“Pakistan is facing a serious balance of payments crisis. And it will have to approach the International Monetary Fund (IMF) for a bailout which will come with strict conditions,” Sinha said. This includes no diversion of funds for terrorist or extremist activities.

It’s not only the IMF. Just weeks before Pakistan election, the Financial Action Task Force (FATF)—set up in 1989 to combat money laundering and later expanded its mandate to include combating terrorist financing in 2001—had placed Pakistan on “grey list”. Given all this, Khan may be persuaded to ask the fundamentalists and the army to lie low for a while,” Sinha said. This could mean no high-profile terrorist strikes in India—something that could give Modi the room to respond to any peace overtures from Pakistan, he said.

So far, Khan hasn’t made any moves to inspire confidence in India.

Former foreign secretary Lalit Mansingh pointed to US pressure on Pakistan especially in the wake of Donald Trump taking office as president in January last year.

“The Trump administration has taken an overtly tough stand on Pakistan and terrorism. It has called for Pakistan to be punished for its double standards on terrorism. The US is keen on talks with the Taliban in Afghanistan. Due to all this, it is possible that there is a slight easing of terrorist attacks in India but that should not lull us into thinking Pakistan is mending its ways,” Mansingh said.

So far, Khan hasn’t made any moves to inspire confidence in India.

On Thursday, in a speech claiming victory in Pakistan election, Khan did say that “if India takes one step forward (on peace with Pakistan) we will take two.”

There is a slight easing of terrorist attacks in India but that should not lull us into thinking Pakistan is mending its ways– Lalit Mansingh, former foreign secretary of India

But he also said that “(the) Kashmir (dispute) was the core issue” bedeviling ties between the neighbours—something India rejects, stating that terrorism supported by Pakistan in Kashmir and other parts of India is the main problem. He also brought up “human rights violations” perpetrated by the Indian security forces in Kashmir—something India denies. Khan’s support for the Kashmir freedom movement could also embolden those seeking secession from India.

The change in Imran Khan’s views

All this seems to be a far cry from the views he held in 2013.

In an interview in December 2013, Khan said Pakistan was “sick of the military” and that all parties think “it’s time to move on and have peaceful relations with India. And so that is where the military and the militancy comes in, that there is no military solution or solution through militancy in Kashmir. It’s through dialogue.”

‘Maybe if there is a meeting between him (Khan) and prime minister (Narendra) Modi in some world capital somewhere outside the subcontinent, there could be a breakthrough’. Photo: Twitter@MEAIndia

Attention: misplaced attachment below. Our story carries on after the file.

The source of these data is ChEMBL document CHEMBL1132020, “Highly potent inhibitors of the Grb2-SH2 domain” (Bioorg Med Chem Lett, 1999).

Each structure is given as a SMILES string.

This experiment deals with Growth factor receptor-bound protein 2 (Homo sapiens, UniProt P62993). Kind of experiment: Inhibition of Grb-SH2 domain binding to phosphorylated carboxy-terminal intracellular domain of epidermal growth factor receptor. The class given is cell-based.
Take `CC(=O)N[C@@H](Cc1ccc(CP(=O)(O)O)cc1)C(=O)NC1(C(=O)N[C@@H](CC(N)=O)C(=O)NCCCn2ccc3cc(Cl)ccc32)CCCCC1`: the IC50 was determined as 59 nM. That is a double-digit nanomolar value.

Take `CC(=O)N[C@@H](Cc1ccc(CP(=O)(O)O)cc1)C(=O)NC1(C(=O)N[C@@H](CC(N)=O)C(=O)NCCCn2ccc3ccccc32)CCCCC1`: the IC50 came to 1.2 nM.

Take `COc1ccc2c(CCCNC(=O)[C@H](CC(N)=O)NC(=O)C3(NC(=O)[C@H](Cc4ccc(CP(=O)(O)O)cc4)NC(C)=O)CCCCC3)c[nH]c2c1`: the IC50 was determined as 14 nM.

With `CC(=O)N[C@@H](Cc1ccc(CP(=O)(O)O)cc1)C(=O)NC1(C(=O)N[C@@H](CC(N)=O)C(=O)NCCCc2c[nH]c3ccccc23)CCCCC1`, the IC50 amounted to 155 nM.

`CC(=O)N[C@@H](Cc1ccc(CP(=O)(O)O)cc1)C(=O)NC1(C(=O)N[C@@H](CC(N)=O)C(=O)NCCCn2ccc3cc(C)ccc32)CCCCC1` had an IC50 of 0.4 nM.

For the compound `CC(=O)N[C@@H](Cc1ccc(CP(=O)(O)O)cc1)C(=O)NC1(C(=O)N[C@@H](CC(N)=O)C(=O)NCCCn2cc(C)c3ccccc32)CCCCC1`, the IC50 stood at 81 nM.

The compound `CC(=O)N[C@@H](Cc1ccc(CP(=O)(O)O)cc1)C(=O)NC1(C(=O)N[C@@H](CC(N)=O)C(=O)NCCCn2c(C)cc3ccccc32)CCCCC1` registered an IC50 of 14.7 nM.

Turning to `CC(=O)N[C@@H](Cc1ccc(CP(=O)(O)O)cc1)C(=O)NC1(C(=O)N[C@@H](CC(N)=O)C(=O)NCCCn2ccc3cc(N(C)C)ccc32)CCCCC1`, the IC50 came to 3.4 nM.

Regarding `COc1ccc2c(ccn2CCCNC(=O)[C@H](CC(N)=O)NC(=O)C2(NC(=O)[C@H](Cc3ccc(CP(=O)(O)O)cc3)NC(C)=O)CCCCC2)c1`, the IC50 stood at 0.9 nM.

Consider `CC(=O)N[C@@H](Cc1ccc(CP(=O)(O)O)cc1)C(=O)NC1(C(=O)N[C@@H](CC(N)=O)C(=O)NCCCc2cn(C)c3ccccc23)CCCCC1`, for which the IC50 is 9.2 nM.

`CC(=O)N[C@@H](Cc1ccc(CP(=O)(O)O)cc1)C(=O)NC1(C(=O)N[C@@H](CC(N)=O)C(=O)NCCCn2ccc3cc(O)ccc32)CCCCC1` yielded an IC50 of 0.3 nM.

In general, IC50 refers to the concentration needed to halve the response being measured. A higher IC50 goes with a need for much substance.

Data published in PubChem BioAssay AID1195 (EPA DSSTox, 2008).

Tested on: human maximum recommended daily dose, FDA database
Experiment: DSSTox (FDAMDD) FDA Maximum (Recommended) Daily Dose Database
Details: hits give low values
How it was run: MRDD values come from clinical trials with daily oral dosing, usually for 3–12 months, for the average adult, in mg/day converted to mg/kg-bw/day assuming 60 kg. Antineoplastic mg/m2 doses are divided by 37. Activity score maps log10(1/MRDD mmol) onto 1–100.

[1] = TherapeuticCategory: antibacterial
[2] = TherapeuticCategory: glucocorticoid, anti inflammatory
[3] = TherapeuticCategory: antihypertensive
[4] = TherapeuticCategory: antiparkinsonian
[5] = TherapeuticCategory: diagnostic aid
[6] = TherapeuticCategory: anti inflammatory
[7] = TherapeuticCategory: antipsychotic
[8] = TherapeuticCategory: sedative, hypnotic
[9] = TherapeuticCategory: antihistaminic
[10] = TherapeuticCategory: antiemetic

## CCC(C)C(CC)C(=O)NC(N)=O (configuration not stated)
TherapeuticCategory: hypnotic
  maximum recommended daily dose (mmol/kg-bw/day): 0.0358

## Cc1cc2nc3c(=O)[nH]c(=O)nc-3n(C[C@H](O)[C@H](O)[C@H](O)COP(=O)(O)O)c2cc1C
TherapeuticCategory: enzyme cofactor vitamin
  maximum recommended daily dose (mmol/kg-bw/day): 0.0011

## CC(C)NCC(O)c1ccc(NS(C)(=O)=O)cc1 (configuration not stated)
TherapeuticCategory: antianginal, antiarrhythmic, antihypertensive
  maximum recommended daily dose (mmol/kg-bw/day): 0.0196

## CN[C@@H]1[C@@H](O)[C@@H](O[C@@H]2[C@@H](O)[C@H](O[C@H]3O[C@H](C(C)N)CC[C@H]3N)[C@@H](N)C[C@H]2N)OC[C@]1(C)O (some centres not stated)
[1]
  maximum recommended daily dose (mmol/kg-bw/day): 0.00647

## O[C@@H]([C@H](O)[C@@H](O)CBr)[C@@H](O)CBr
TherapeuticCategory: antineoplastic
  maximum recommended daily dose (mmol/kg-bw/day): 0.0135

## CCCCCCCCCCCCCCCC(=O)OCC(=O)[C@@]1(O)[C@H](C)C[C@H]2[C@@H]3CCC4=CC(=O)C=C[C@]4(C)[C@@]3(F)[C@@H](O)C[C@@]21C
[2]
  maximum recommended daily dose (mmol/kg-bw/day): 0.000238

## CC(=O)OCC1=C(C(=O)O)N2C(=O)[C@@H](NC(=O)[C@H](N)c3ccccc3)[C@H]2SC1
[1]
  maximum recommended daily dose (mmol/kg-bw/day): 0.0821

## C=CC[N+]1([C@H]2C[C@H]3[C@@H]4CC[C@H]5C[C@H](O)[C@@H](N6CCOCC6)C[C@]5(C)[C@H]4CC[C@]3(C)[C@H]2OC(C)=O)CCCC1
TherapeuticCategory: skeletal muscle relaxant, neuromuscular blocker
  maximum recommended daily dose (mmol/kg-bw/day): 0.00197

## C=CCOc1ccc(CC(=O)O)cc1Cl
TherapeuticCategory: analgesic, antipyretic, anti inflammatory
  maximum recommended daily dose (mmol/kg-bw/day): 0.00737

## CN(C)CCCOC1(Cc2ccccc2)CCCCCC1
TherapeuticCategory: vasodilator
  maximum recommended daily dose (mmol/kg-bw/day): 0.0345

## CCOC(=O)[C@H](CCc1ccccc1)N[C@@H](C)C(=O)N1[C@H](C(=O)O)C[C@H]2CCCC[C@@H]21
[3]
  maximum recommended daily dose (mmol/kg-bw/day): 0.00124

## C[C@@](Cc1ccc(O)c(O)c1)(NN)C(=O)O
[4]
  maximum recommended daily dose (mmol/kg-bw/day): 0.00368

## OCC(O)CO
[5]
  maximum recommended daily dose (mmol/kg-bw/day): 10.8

‘Maybe if there is a meeting between him (Khan) and prime minister (Narendra) Modi in some world capital somewhere outside the subcontinent, there could be a breakthrough’. Photo: Twitter@MEAIndia

He also came up with an “out of the box” solution for bridging the trust deficit between India and Pakistan—a civil nuclear power generation plant on the border “mutually manned by Pakistan and India.

Half the energy goes to Pakistan, half the energy goes to India. We are thinking of how we can interlock each other so that we are forced to rather than be hostile, how can we have something that can benefit each other and which will lock us into trade and mutual progress,” Khan said in his 2013 interview.

According to Christine Fair, Khan has undergone a makeover.“Khan has been a politician for decades, but his earlier electoral performances had been disappointing,” she wrote in her Foreign Affairs piece.

“To make matters worse, he had previously refused to play Pakistan’s political game of alliance forging and deal making and had taken rhetorical stances against the military, accusing the army of “selling our blood for dollars” in an apparent criticism of its relationship with the US.

Since 2013, however, Khan seems to have accepted the reality that he lacked the national appeal to win on his own without the support of the army. He began to praise the military, and the military reciprocated,” she said.

Since 2013, Imran Khan seems to have accepted the reality that he lacked the national appeal to win on his own without the support of the army

Syed Ata Hasnain, a former commanding officer of the 15 corps in Kashmir, is of the view that “if a real difference has to be made in the context of India-Pakistan relations, then early enough Khan must indicate what sort of action he intends to take against those radical elements long considered Pakistan’s strategic assets against India.”